WB:  I’ve noticed that as well just researching your work and as I watched some of your Director’s Cuts, I found myself struggling to stop after watching one or two!  You do a great job of getting that connection.  For instance, your video about the Australian groom and Southern bride, Liam and Jessica, was particularly captivating!  These people are strangers to me, and I felt like I connected to them.  I can’t imagine how much the people who do know and love them enjoy the video because it captures that story; it captures the moments that they remember being part of or the moments that they didn’t witness but are able to engage in by watching the film.  And I think a bride and a groom would love to have that even if they can’t envision ahead of time what their film will be like or how the day will come together.  They can have that video to relive the day as both participants or “stars” of the film and also as the audience later -what a priceless gift!

“I hope that when a bride and groom watches their film 30 years from now, they feel just as connected with that day as they were on their honeymoon.” ~ Justin Peay

WB: What have you learned since you started?

JP: Different scenarios have built a confidence in me that there won’t be a curve ball you can throw at me.  But two of my most valuable assets are my second shooters, Jon Irvan and Ryan Callahan.  I trust my life with these guys.  I can send them to film something like the groom getting ready and I trust them so much.  If that side of it doesn’t get filmed, then it’s pretty much ruined, but I can trust them.  We’ve been together so long that we know each others’ nuances.  I know what their strengths and weaknesses are and they know mine, so I put them in positions to highlight their strengths and we work together to create the best film.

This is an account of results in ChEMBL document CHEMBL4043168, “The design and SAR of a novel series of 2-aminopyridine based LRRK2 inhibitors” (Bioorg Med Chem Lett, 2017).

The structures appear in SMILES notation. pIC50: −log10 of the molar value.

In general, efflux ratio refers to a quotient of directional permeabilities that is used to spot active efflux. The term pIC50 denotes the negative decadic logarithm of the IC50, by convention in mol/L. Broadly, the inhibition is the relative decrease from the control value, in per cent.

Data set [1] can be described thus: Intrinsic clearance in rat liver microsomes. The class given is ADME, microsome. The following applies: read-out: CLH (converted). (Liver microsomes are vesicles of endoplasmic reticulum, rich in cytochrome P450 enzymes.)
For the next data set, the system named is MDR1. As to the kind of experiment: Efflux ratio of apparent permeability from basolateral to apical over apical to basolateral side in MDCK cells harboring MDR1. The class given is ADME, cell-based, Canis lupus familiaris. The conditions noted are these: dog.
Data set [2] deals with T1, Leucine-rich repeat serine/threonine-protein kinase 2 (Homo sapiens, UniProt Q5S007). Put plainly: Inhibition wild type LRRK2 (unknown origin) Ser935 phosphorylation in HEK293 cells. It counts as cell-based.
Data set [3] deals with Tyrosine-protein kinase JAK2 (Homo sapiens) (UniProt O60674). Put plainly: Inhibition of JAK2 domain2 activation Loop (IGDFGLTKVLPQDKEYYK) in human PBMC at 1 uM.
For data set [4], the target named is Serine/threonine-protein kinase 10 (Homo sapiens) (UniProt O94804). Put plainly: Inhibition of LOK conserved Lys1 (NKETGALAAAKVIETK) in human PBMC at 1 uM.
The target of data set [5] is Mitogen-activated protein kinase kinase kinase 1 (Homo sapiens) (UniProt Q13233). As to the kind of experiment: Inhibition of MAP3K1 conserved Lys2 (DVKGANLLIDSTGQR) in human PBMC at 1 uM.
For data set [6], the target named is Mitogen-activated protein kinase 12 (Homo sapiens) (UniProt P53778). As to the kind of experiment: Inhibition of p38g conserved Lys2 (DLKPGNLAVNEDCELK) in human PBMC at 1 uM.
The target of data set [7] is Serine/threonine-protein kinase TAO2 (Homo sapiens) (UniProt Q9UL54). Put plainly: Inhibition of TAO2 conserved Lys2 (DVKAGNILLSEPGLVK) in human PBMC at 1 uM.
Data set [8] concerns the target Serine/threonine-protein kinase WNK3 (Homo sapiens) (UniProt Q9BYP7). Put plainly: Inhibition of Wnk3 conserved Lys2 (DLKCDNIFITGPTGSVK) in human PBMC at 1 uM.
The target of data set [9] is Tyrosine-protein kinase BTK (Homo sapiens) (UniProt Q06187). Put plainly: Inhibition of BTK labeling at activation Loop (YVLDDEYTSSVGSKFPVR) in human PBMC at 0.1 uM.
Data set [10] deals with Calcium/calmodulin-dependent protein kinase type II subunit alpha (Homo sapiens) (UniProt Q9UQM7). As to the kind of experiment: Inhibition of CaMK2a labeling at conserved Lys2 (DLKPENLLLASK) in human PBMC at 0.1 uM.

WB: What is your goal with your work?  What do you hope to accomplish in telling the story?

JP: I hope that when a bride and groom watches their film 30 years from now, they feel just as connected with that day as they were on their honeymoon.  I want to capture those moments that they never want to forget and remember those things on every anniversary.

WB: What inspires your style?

JP: Occasionally, the night before a wedding, I will watch other wedding videos.  Even though I have a certain style, things are always changing and the only way to know how they’re changing is to watch other people’s work.  So if there is something that another videographer is doing well, I will go on Vimeo and just watch the lastest to keep up with it.  And I would absolutely say that where I am now is because of tutorials online.  I’ve never taken a class and I didn’t go to college for this; this is all what I have picked up from other people.  That’s what’s different about the creative world – someone can produce something that floors me but is entirely different from what I do.  And that doesn’t devalue what I do, but it’s a different way to create a film that caters to a different crowd or demographic.  And I wish someone told me when I was learning to definitely look at other people’s work when you’re starting out because you can learn from them.  Don’t steal or copy it, but once you film long enough, you’re going to create your own style that will provide for a demographic that those other videographers aren’t.